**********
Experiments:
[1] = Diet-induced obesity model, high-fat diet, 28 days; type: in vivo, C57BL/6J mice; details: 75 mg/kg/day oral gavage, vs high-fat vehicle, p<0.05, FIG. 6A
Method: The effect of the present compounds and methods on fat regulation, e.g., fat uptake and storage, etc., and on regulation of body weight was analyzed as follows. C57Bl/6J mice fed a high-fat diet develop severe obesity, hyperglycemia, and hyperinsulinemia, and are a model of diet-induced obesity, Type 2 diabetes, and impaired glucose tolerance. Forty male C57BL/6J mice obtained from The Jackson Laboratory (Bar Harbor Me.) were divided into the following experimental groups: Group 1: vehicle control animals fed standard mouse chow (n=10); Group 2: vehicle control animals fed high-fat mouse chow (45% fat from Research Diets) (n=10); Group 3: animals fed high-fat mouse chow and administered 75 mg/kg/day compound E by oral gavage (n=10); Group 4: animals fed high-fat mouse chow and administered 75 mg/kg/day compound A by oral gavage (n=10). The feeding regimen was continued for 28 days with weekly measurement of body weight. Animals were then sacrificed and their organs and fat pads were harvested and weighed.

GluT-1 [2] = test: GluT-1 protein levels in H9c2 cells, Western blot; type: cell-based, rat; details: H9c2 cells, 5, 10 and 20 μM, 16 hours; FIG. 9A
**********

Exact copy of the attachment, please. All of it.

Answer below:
Experiments:
[1] = Diet-induced obesity model, high-fat diet, 28 days; type: in vivo, C57BL/6J mice; details: 75 mg/kg/day oral gavage, vs high-fat vehicle, p<0.05, FIG. 6A
Method: The effect of the present compounds and methods on fat regulation, e.g., fat uptake and storage, etc., and on regulation of body weight was analyzed as follows. C57Bl/6J mice fed a high-fat diet develop severe obesity, hyperglycemia, and hyperinsulinemia, and are a model of diet-induced obesity, Type 2 diabetes, and impaired glucose tolerance. Forty male C57BL/6J mice obtained from The Jackson Laboratory (Bar Harbor Me.) were divided into the following experimental groups: Group 1: vehicle control animals fed standard mouse chow (n=10); Group 2: vehicle control animals fed high-fat mouse chow (45% fat from Research Diets) (n=10); Group 3: animals fed high-fat mouse chow and administered 75 mg/kg/day compound E by oral gavage (n=10); Group 4: animals fed high-fat mouse chow and administered 75 mg/kg/day compound A by oral gavage (n=10). The feeding regimen was continued for 28 days with weekly measurement of body weight. Animals were then sacrificed and their organs and fat pads were harvested and weighed.

GluT-1 [2] = test: GluT-1 protein levels in H9c2 cells, Western blot; type: cell-based, rat; details: H9c2 cells, 5, 10 and 20 μM, 16 hours; FIG. 9A